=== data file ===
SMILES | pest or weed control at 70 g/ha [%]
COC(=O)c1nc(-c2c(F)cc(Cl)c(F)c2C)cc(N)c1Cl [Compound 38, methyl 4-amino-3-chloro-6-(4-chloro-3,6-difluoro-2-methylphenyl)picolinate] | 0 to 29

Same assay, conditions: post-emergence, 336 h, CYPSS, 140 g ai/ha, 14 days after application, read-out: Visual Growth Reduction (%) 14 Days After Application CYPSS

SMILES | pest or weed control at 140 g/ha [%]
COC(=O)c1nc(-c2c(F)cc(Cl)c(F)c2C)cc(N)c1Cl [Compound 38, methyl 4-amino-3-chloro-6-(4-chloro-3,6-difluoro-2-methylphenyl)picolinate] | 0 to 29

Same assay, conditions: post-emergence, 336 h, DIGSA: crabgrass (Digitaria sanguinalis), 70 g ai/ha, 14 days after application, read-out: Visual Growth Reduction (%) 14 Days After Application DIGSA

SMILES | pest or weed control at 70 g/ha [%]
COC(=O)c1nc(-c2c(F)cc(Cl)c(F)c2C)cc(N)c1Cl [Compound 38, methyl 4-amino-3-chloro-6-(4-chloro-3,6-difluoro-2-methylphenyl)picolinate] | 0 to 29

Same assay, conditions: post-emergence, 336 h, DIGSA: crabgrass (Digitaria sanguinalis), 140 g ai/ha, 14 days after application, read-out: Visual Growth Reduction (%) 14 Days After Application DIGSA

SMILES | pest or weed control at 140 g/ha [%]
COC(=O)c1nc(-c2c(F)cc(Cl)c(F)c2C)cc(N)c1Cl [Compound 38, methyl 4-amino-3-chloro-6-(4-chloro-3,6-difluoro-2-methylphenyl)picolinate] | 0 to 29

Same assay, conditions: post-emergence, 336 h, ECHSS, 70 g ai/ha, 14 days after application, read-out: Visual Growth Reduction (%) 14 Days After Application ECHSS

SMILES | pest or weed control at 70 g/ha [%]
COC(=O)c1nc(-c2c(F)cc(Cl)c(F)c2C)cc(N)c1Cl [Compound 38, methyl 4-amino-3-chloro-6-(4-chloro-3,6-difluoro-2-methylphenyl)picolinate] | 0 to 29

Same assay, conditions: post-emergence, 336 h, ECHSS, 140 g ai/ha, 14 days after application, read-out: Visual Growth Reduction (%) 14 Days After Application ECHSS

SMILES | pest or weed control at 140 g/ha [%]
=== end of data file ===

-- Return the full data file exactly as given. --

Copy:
SMILES | pest or weed control at 70 g/ha [%]
COC(=O)c1nc(-c2c(F)cc(Cl)c(F)c2C)cc(N)c1Cl [Compound 38, methyl 4-amino-3-chloro-6-(4-chloro-3,6-difluoro-2-methylphenyl)picolinate] | 0 to 29

Same assay, conditions: post-emergence, 336 h, CYPSS, 140 g ai/ha, 14 days after application, read-out: Visual Growth Reduction (%) 14 Days After Application CYPSS

SMILES | pest or weed control at 140 g/ha [%]
COC(=O)c1nc(-c2c(F)cc(Cl)c(F)c2C)cc(N)c1Cl [Compound 38, methyl 4-amino-3-chloro-6-(4-chloro-3,6-difluoro-2-methylphenyl)picolinate] | 0 to 29

Same assay, conditions: post-emergence, 336 h, DIGSA: crabgrass (Digitaria sanguinalis), 70 g ai/ha, 14 days after application, read-out: Visual Growth Reduction (%) 14 Days After Application DIGSA

SMILES | pest or weed control at 70 g/ha [%]
COC(=O)c1nc(-c2c(F)cc(Cl)c(F)c2C)cc(N)c1Cl [Compound 38, methyl 4-amino-3-chloro-6-(4-chloro-3,6-difluoro-2-methylphenyl)picolinate] | 0 to 29

Same assay, conditions: post-emergence, 336 h, DIGSA: crabgrass (Digitaria sanguinalis), 140 g ai/ha, 14 days after application, read-out: Visual Growth Reduction (%) 14 Days After Application DIGSA

SMILES | pest or weed control at 140 g/ha [%]
COC(=O)c1nc(-c2c(F)cc(Cl)c(F)c2C)cc(N)c1Cl [Compound 38, methyl 4-amino-3-chloro-6-(4-chloro-3,6-difluoro-2-methylphenyl)picolinate] | 0 to 29

Same assay, conditions: post-emergence, 336 h, ECHSS, 70 g ai/ha, 14 days after application, read-out: Visual Growth Reduction (%) 14 Days After Application ECHSS

SMILES | pest or weed control at 70 g/ha [%]
COC(=O)c1nc(-c2c(F)cc(Cl)c(F)c2C)cc(N)c1Cl [Compound 38, methyl 4-amino-3-chloro-6-(4-chloro-3,6-difluoro-2-methylphenyl)picolinate] | 0 to 29

Same assay, conditions: post-emergence, 336 h, ECHSS, 140 g ai/ha, 14 days after application, read-out: Visual Growth Reduction (%) 14 Days After Application ECHSS

SMILES | pest or weed control at 140 g/ha [%]